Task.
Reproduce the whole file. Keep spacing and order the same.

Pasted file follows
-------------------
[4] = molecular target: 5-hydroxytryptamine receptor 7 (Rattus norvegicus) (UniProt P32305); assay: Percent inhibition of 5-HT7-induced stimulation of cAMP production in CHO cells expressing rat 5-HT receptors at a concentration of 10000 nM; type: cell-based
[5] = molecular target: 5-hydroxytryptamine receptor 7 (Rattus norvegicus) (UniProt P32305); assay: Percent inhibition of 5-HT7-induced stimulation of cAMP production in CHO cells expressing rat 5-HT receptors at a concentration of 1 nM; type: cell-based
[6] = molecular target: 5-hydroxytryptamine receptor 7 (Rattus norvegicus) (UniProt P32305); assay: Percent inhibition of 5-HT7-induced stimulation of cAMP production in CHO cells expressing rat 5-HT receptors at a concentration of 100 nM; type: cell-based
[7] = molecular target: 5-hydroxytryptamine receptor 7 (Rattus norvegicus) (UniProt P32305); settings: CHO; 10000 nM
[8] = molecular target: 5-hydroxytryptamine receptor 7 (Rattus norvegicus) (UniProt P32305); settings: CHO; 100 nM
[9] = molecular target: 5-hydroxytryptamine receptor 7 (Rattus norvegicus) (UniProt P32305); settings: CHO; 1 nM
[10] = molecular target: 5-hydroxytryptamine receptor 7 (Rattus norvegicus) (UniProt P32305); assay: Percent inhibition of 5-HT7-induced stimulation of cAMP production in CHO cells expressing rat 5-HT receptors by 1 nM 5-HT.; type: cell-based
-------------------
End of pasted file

[4] = molecular target: 5-hydroxytryptamine receptor 7 (Rattus norvegicus) (UniProt P32305); assay: Percent inhibition of 5-HT7-induced stimulation of cAMP production in CHO cells expressing rat 5-HT receptors at a concentration of 10000 nM; type: cell-based
[5] = molecular target: 5-hydroxytryptamine receptor 7 (Rattus norvegicus) (UniProt P32305); assay: Percent inhibition of 5-HT7-induced stimulation of cAMP production in CHO cells expressing rat 5-HT receptors at a concentration of 1 nM; type: cell-based
[6] = molecular target: 5-hydroxytryptamine receptor 7 (Rattus norvegicus) (UniProt P32305); assay: Percent inhibition of 5-HT7-induced stimulation of cAMP production in CHO cells expressing rat 5-HT receptors at a concentration of 100 nM; type: cell-based
[7] = molecular target: 5-hydroxytryptamine receptor 7 (Rattus norvegicus) (UniProt P32305); settings: CHO; 10000 nM
[8] = molecular target: 5-hydroxytryptamine receptor 7 (Rattus norvegicus) (UniProt P32305); settings: CHO; 100 nM
[9] = molecular target: 5-hydroxytryptamine receptor 7 (Rattus norvegicus) (UniProt P32305); settings: CHO; 1 nM
[10] = molecular target: 5-hydroxytryptamine receptor 7 (Rattus norvegicus) (UniProt P32305); assay: Percent inhibition of 5-HT7-induced stimulation of cAMP production in CHO cells expressing rat 5-HT receptors by 1 nM 5-HT.; type: cell-based